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Pontypool

The horror genre as a whole can be very formulaic, and this is especially true with zombie films. It's seldom enough we get innovation and original ideas in horror films, but to see a zombie film present us with such a wild and novel idea is something truly rare. Pontypool is not an amazing film by any stretch of the imagination, it's very flawed, loses it's charm towards the end, and sadly kind of kills itself with exposition, but I loved it because it gave me something that I haven't seen before.

Now, it's not really a zombie film in the traditional sense, so for those who'd argue that the furious infected hordes in 28 Days Later aren't zombies, Pontypool's antagonists fall even further afield from the living dead; they are victims of a virus that is transmitted verbally. It's just a remarkably compelling idea, and this plays out in the film in interesting ways, and at one point we see someone infected over a mobile phone conversation.

The behaviour of those infected can be very creepy as well, imitating sounds and repeating phrases. One particular 'hair on end' moment for me was a scene where it turned out that a character had been making a background noise for the whole scene. It's these kind of audio queues that make Pontypool so creepy, and it's refreshing to have a film unnerve me through sound in ways that are a lot more inventive than what a lot of other horrors simply use predictable loud noises and such audio stingers to provoke a shock.

Pontypool has other things going for it. The film takes place almost entirely within a radio studio, and most of the "action" that goes on is described to us from callers to the radio show and other scattered accounts. On one hand, it's extremely clever use of a small budget, and on the other hand, it lends itself to great storytelling, a lot of what's going on outside of the studio is left to our imaginations and it comes across a lot richer than if they simply showed us such scenes. Director Bruce McDonald is extremely effective in his execution. I love a film that's not restricted by it's budget, that doesn't need millions of dollars to relate grand ideas to it's audience, and while it's not exactly 12 Angry Men, Pontypool does offer an extremely claustrophobic, tense, and thoroughly gripping experience for the most part.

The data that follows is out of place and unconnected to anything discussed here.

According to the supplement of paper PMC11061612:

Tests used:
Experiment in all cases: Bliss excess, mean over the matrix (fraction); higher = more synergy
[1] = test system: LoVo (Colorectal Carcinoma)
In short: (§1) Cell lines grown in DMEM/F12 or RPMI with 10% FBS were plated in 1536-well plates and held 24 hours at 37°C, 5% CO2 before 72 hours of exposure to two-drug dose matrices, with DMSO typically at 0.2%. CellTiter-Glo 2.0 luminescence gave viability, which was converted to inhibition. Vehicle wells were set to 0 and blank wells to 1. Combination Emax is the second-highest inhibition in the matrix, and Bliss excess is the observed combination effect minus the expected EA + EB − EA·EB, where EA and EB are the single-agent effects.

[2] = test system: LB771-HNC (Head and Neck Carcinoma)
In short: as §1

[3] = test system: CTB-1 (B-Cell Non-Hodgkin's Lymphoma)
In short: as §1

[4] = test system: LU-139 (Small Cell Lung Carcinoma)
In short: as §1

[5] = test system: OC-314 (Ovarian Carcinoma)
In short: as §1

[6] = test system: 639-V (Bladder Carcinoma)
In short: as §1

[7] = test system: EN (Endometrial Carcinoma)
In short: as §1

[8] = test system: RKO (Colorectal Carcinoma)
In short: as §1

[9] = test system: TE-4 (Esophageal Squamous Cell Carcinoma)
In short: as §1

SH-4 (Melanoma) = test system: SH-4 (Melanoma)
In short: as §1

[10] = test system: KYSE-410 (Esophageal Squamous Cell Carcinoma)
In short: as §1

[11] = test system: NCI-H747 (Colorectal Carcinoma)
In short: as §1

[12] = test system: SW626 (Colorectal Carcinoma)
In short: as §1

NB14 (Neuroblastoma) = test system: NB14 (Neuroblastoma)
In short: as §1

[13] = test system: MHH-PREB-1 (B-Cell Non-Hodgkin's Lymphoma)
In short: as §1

As well as that, we also have veteran actor Stephen McHattie in the lead role, who many will know as Hollis Mason in Watchmen, and for someone playing a radio personality, he's got an absolutely terrific voice for it. He's an actor that reminds me a lot of Lance Henriksen at his best, has that same kind of gravitas. Even with such a brilliant concept, a film like Pontypool would have completely fallen on it's face from the outset without an actor like McHattie, as it's so dialogue driven.

Sadly, the film does falter. From a tremendous start, it picks up the tension and atmosphere, but somewhere towards the end it loses a lot of that. It starts to decline when we're introduced to Doctor Mendez and he starts talking about the virus, there's too much exposition and explanation given, and the character feels little more than an unnecessary plot device. We didn't need running commentary observing the behaviour of the infected, the film had been much more effective without that. The ending also leaves a little to be desired. Overall though, I can't help but to be impressed by Pontypool, and for the most part completely enjoying it. The sheer inventiveness of the film has to be applauded, and while it has it's shortcomings, I'd hold it in far higher regard than other more ordinary and formulaic horror films. Pontypool is a tense, atmospheric, and more importantly, wildly original film.